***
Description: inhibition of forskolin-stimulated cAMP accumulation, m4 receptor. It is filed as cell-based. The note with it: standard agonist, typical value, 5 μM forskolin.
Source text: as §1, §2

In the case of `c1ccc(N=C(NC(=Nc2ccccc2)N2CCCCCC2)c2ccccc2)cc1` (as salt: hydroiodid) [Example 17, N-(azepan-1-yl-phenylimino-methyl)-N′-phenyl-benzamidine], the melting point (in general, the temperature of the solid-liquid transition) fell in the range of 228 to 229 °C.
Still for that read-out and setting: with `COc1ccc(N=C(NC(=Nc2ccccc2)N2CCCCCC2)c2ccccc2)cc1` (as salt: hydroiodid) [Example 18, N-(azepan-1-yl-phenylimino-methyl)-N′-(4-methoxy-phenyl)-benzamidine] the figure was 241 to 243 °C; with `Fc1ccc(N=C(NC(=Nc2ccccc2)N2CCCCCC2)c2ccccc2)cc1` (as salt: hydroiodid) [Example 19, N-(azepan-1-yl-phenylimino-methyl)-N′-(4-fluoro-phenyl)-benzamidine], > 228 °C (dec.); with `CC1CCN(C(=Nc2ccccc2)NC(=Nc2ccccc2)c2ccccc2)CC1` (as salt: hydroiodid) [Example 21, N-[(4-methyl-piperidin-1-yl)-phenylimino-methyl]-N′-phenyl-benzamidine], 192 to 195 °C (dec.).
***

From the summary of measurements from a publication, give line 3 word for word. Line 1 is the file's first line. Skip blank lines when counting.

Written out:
In the case of `c1ccc(N=C(NC(=Nc2ccccc2)N2CCCCCC2)c2ccccc2)cc1` (as salt: hydroiodid) [Example 17, N-(azepan-1-yl-phenylimino-methyl)-N′-phenyl-benzamidine], the melting point (in general, the temperature of the solid-liquid transition) fell in the range of 228 to 229 °C.